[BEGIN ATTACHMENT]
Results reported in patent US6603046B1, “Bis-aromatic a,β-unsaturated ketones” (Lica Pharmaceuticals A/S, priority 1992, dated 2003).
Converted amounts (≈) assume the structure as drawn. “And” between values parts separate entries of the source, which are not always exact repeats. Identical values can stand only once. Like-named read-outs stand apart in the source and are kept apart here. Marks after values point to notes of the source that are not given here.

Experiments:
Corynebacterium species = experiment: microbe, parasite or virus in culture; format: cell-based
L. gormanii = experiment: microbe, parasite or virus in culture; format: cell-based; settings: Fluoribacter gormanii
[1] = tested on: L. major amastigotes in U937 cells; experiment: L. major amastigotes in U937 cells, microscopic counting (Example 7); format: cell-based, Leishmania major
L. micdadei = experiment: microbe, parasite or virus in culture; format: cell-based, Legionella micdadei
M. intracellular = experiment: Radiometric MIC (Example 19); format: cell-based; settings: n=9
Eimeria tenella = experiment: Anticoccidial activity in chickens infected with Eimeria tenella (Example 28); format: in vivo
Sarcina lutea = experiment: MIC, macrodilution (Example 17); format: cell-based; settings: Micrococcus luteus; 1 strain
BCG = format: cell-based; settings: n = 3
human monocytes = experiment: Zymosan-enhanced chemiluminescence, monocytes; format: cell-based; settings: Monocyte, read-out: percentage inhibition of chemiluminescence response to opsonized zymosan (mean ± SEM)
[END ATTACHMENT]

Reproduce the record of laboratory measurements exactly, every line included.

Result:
Results reported in patent US6603046B1, “Bis-aromatic a,β-unsaturated ketones” (Lica Pharmaceuticals A/S, priority 1992, dated 2003).
Converted amounts (≈) assume the structure as drawn. “And” between values parts separate entries of the source, which are not always exact repeats. Identical values can stand only once. Like-named read-outs stand apart in the source and are kept apart here. Marks after values point to notes of the source that are not given here.

Experiments:
Corynebacterium species = experiment: microbe, parasite or virus in culture; format: cell-based
L. gormanii = experiment: microbe, parasite or virus in culture; format: cell-based; settings: Fluoribacter gormanii
[1] = tested on: L. major amastigotes in U937 cells; experiment: L. major amastigotes in U937 cells, microscopic counting (Example 7); format: cell-based, Leishmania major
L. micdadei = experiment: microbe, parasite or virus in culture; format: cell-based, Legionella micdadei
M. intracellular = experiment: Radiometric MIC (Example 19); format: cell-based; settings: n=9
Eimeria tenella = experiment: Anticoccidial activity in chickens infected with Eimeria tenella (Example 28); format: in vivo
Sarcina lutea = experiment: MIC, macrodilution (Example 17); format: cell-based; settings: Micrococcus luteus; 1 strain
BCG = format: cell-based; settings: n = 3
human monocytes = experiment: Zymosan-enhanced chemiluminescence, monocytes; format: cell-based; settings: Monocyte, read-out: percentage inhibition of chemiluminescence response to opsonized zymosan (mean ± SEM)